It’s the ultimate dream for travelers of all ages – circling the globe, stopping where your heart feels at home and picking up for new places when you get the urge. A round-the-world trip is great for travelers who have the time, the money (or the ability to make it on the road), and the desire – it’s also for those travelers who just plain can’t make up their minds.
There are many websites that will tell you how to plan a round-the-world trip, others that will tell you how to save a boatload of money traveling around the world, and others that will tell you what they learned from traveling around the world. Of course, we’re interested in helping you insure that trip.
Essentially, there are two types of travel insurance plan: a package plan with cancellation and a travel medical plan without. Typically, a round-the-world traveler doesn’t worry about cancellation and a travel medical plan will often have trip interruption coverage if you have to return home to handle an emergency. The most expensive part of a typical travel insurance plan is covering the cancellation bit, so if that’s out of the way, you can get coverage for your trip quite economically.
Determine how long your trip will take. We’ve heard that you can scream around the world in just ten days, but we’re betting that’s not the kind of trip you’re thinking of taking. The maximum duration of a RTW air ticket is one year – twelve months – but of course, you may take your trip in just a few months or even longer than a year.
Travel medical insurance plans come in three basic durations:
Some of these plans can be renewed when they end and others cannot, so it’s important to determine how long you’ll be gone so you can choose. If you’ll be gone a long time – at least a year – look into an annual travel insurance plan for the most comprehensive coverage in an economical package.
Round-the-world travelers are less concerned about having to cancel their trips than travelers with less flexibility in their schedule but medical risks are true anywhere you go.
The U.S. State Department’s country-specific web pages can tell you about the availability and quality of care you can expect where you’re traveling. You’ll know if medical facilities are few and far between and whether Western medicines are available as well as what to expect when it comes time to pay up.
In some countries, medical care – even medical care given to foreign visitors – is paid for upfront before it’s administered (except in emergencies). Even in countries where everyone’s medical care is paid for by the taxpaying base, the patient is expected to bear at least some of the cost and this is where having an insurance provider who will arrange payment directly to the medical facility is handy.
Depending on where you’re going – i.e., a remote jungle village versus a more urban itinerary – you’ll need more or less medical and evacuation coverage. Either way, if you’re going to be far from medical care facilities, you’ll want to have a little more evacuation coverage. See how much travel medical and evacuation is enough to determine how much you’ll need.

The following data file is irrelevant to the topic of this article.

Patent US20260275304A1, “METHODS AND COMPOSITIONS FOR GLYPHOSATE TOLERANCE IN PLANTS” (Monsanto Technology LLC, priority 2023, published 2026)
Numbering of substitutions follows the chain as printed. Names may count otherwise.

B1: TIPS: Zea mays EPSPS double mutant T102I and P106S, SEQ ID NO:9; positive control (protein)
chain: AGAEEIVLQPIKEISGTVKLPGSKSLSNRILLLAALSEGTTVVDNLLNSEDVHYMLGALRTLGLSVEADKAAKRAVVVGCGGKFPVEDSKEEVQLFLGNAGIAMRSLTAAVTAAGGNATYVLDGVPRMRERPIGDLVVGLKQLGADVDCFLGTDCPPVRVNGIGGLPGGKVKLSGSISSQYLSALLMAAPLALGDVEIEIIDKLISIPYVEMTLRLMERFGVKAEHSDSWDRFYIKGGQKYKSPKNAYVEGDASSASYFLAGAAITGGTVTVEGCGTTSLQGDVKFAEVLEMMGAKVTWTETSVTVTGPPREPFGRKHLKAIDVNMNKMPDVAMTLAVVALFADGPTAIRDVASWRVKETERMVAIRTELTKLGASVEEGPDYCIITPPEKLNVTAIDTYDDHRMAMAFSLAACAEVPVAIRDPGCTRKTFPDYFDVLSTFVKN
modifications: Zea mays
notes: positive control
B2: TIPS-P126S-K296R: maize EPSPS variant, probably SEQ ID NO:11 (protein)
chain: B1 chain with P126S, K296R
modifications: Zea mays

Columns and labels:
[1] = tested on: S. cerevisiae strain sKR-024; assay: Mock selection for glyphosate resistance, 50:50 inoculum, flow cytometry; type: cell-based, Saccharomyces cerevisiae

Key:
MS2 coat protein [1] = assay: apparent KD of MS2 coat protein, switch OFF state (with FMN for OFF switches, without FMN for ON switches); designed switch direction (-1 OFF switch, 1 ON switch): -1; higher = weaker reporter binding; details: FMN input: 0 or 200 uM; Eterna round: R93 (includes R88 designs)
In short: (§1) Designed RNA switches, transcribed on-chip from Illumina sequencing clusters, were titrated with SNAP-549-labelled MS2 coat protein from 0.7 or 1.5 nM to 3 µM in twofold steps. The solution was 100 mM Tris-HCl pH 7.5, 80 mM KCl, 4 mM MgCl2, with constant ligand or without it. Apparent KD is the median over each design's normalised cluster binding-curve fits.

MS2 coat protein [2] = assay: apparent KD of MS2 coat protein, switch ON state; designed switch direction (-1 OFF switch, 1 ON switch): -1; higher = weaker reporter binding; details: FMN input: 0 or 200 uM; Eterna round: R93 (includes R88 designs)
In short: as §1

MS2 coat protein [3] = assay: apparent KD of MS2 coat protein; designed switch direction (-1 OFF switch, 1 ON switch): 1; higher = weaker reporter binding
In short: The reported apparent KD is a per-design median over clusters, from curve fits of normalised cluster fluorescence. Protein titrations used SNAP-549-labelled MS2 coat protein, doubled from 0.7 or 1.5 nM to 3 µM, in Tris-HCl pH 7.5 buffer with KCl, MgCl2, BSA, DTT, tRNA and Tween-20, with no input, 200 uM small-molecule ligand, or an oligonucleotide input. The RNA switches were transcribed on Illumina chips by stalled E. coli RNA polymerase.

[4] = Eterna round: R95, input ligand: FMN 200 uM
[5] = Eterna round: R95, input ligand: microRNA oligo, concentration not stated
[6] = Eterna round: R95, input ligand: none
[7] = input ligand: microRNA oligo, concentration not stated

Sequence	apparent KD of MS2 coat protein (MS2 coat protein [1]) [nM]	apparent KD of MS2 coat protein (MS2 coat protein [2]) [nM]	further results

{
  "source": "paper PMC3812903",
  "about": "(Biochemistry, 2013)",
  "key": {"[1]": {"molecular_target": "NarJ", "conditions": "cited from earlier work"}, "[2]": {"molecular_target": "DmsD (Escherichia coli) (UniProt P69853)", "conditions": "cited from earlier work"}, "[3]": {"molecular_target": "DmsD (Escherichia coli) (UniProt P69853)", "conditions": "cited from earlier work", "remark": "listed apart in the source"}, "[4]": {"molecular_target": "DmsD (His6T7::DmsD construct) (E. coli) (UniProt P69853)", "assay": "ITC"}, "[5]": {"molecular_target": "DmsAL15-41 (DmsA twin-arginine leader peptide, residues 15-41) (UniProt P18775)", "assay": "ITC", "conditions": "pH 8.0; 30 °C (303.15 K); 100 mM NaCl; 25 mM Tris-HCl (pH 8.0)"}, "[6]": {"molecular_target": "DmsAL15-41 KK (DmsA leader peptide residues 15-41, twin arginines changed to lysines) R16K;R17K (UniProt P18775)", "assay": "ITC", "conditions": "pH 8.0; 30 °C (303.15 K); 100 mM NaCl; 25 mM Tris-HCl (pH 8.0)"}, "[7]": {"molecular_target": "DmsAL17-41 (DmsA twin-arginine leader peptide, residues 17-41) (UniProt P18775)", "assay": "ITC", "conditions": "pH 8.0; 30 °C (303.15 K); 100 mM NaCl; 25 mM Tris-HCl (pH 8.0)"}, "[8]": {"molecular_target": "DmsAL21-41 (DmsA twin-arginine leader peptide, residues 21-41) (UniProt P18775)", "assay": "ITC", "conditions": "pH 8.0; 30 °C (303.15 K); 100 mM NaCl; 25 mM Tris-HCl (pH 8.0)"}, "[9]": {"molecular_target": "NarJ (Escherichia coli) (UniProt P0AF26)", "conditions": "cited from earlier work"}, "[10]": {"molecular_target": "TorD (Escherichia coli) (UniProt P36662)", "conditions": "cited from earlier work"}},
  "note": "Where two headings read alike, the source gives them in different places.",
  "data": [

Some travel insurance plans do not extend coverage to certain countries. In some cases, those countries are the ones identified in a current U.S. State Department travel warning or alert. Specifically, many travel insurance plans do not cover losses resulting from or caused by:
Take a look at the U.S. State Department Traveler’s information to determine whether where you are going is considered safe by your travel insurance provider. Select the country on this website and you’ll see the specific information about that country. When in doubt, call the travel insurance provider to be sure you’re covered for where you’re going.
If you like to travel on the adventurous side – do a little paragliding in Bali, a little heli-skiing in Switzerland, a little SCUBA diving in Malaysia, for example – you’ll need to look into covering those activities.
Activities that are considered more risky are often not covered by travel insurance plans. That means if you break your ankle in a bad paragliding landing, your medical care won’t be covered. If you like to mountain climb, some plans do not cover you above 15,000 feet in elevation. There are other restrictions on adventure activities too.
If you’re on a round-the-world trip, you may have rented or sold your home, stuffed your stuff into storage, and either way you’re carrying everything you need with you. If your bag is stolen, you could be in a world of hurt for as long as it takes to replace everything that was lost.
On a trip like this, a little higher baggage coverage is better, and remember that a travel insurance plan covers your baggage loss all along your trip – in lodgings, on buses, etc.
If you have a medical condition – perhaps one that’s controlled by medication – it’s important to account for that when you choose your travel insurance plan. If your condition is relatively new but won’t affect your trip, review the coverage for pre-existing medical conditions to be sure you understand how it works.
If your condition has been around for a while and it’s controlled by medication, be sure you know how to replace those medicines while you’re traveling.
Now that you’ve determined your risks, you can compare quotes from many travel insurance companies. Choose single trip or annual travel insurance and review the plans to get the best priced coverage for your trip. Be sure to read through your plan carefully to be fully confident that you’ve chosen wisely.
Damian Tysdal is the founder of CoverTrip, and is a licensed agent for travel insurance (MA 1883287). He believes travel insurance should be easier to understand, and started the first travel insurance blog in 2006.